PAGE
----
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Female polygamy article sparks row in Egypt

By Sebastian Usher
BBC News

Men and women in Egypt street
The article questions why rules differ for men and women under Islam

A member of the Egyptian parliament has filed a lawsuit over an article questioning why polygamy is allowed for men in Islam but not for women.

The article in the newspaper Al Masry Al Youm was written by a female Saudi journalist, Nadine al-Bedair.

It has been denounced by some Muslim clerics as inflammatory and anti-Islamic.

But others have said it serves the purpose of highlighting how badly some husbands treat their wives.

The article was clearly meant to cause a big stir and it has.

Published in the independent newspaper Al Masry Al Youm, the article by Nadine al-Bedair suggests that polygamy should either be allowed for both men and women - or else there should be a new concept of marriage where men are not allowed to take a new wife just because they are bored with the old one.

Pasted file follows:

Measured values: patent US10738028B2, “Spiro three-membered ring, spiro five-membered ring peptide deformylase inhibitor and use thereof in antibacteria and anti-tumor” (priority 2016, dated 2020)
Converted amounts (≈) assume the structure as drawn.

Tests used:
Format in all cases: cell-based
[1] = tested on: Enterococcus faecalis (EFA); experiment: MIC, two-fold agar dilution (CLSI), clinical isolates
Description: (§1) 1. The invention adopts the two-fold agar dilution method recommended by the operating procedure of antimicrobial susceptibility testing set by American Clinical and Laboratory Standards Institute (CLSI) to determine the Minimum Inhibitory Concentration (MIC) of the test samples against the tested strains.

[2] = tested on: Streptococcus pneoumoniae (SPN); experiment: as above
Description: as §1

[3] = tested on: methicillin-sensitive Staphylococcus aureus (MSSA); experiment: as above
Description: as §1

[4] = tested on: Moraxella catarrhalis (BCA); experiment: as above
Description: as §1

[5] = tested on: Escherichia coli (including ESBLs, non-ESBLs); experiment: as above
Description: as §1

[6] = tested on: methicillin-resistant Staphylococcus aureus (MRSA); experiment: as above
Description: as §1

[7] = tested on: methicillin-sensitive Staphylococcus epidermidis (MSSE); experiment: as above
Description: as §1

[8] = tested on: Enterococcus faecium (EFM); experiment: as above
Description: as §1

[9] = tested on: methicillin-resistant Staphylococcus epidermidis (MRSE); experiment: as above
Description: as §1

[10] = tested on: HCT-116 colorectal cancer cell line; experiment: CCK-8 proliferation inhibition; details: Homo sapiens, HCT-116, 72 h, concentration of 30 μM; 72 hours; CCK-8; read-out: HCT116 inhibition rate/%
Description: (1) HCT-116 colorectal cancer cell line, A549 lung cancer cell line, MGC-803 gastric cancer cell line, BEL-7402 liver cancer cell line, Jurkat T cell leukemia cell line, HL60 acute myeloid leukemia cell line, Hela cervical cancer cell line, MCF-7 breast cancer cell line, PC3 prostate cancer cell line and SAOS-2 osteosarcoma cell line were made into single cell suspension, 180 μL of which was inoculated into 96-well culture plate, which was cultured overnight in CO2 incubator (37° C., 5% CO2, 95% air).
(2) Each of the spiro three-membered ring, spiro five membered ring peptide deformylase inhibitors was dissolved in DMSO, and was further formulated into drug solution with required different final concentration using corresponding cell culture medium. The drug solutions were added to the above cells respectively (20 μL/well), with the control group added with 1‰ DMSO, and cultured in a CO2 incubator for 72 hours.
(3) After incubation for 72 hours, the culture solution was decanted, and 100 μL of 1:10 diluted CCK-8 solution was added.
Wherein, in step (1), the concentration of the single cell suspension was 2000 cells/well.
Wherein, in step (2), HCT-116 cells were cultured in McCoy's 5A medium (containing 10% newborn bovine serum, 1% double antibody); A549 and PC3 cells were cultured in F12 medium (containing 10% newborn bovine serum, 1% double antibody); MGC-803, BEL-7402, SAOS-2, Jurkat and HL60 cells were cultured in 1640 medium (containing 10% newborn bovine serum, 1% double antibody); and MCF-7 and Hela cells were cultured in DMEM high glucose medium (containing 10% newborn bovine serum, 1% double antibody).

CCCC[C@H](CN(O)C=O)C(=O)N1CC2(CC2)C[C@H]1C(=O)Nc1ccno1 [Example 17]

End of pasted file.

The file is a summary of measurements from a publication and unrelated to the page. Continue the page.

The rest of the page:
'Promoting vice'

In Islam, men can marry four women at the same time - but only if they can treat them all equally.

In practice, women in more traditional parts of the Arab world can suddenly find themselves after years of marriage with few or no rights if their husband chooses to take a new wife.

The article has drawn predictably strong criticism from some Muslim authorities in Egypt, with one saying the author had no right to attack Islamic traditions and had to be stopped.

An Egyptian MP has taken up that gauntlet, filing a legal complaint against the paper, accusing it of promoting vice.

Other clerics have said male polygamy serves a social purpose, allowing widows, divorcees and unmarried women to find a partner.

But one cleric at least has taken a different tack.

He says the article is clearly not an actual call for female polygamy, but an appeal for people to wake up and see how badly some women are treated by their husbands.



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